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The Heart of the Gaspé - Sketches in the Gulf of St. Lawrence

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Book coverJohn Mason Clarke was an American palaeontologist and a world authority on Devonian life and time. He was author of more than 10,000 printed pages, distributed among 450 books and papers.
The Heart of the Gaspe contains early twentieth-century sketches of the peoples and places of the Gaspé Coast, along with photos and illustrations.

Map of the Eastern shore of the Gaspé penninsulaAs Clarke states in the introduction, “It is my hope that the kindly people of the Gaspé coast, to whom these sketches come and who will be first to detect their inadequacy, may not be indisposed at this attempt to picture some aspects of their country. Where settlements so vulnerable it may seem a somewhat intrusive enthusiasm that regards this ancient coast a theme for special discourse, but I have approached Gaspé less with a tourist’s eye than with a mind absorbed by some of its scientific problems. The effort to solve the latter has awakened a lively appreciation of its other attractions and a geologist’s interest in the rocks of the country has served to sharpen my appreciations of the rest. To other readers, I may say that there may be some excuse for these untechnical sketches in the fact that really very little has been written of this inviting country, save in the way of statistical reports or unpoetical inducements to colonization.”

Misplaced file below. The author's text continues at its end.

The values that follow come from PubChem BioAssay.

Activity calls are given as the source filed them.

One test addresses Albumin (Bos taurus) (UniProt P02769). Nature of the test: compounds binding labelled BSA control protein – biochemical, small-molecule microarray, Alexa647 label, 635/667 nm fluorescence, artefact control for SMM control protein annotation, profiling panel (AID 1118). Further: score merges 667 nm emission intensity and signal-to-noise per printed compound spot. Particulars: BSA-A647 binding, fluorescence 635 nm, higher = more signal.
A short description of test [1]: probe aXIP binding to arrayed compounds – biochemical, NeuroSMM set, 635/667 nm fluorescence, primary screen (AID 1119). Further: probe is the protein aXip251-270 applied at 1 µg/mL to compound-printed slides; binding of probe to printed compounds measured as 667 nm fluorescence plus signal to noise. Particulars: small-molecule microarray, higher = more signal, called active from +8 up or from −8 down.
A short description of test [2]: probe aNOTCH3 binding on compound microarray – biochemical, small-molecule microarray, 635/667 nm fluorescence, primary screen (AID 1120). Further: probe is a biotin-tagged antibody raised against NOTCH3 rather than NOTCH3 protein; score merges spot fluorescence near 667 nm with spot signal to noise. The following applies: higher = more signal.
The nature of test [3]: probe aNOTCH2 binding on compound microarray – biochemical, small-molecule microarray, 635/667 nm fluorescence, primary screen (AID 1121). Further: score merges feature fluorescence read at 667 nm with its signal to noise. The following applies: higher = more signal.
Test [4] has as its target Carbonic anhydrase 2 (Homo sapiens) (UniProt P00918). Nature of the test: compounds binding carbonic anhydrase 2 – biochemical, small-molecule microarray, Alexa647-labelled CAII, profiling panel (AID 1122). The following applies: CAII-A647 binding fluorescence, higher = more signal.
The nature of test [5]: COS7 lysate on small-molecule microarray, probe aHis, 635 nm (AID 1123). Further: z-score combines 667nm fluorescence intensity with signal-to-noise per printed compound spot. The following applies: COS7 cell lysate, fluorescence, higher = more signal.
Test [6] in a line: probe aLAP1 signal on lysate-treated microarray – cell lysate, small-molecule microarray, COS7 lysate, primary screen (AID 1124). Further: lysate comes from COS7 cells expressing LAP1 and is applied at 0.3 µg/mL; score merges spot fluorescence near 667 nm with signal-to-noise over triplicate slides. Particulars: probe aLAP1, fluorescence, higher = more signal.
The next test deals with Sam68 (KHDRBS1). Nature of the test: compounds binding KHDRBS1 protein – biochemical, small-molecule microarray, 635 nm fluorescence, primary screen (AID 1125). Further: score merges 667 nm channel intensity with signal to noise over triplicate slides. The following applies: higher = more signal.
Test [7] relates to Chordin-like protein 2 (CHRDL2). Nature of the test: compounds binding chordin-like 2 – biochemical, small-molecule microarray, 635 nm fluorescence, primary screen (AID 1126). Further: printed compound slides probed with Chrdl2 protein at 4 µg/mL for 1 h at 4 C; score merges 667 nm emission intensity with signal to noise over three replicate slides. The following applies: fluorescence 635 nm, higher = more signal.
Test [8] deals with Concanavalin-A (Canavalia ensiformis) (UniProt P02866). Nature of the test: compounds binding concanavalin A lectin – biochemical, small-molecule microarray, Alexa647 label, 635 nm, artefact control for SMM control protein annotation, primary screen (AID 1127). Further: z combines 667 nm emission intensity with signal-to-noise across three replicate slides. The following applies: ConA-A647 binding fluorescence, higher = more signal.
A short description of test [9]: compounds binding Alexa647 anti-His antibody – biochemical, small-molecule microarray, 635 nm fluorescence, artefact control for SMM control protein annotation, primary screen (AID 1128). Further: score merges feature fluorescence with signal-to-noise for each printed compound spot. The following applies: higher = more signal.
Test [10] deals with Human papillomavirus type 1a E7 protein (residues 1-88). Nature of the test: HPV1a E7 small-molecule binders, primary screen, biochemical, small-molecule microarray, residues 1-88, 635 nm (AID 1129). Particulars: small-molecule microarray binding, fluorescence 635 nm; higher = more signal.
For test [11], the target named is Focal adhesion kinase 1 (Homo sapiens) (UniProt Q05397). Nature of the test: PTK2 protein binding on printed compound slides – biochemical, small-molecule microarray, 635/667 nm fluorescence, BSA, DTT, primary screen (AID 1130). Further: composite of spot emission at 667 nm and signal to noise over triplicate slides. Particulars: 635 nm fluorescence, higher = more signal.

Originally published by Macmillan in 1913, The Heart of the Gaspé has 292 pages, thirty-five black and white illustrations, including one map and a glossary of place names, lighthouses and light signals of Gaspé County. It is available for purchase through antique book dealers or for online viewing at It is also available for consultation at the CASA office, New Carlisle.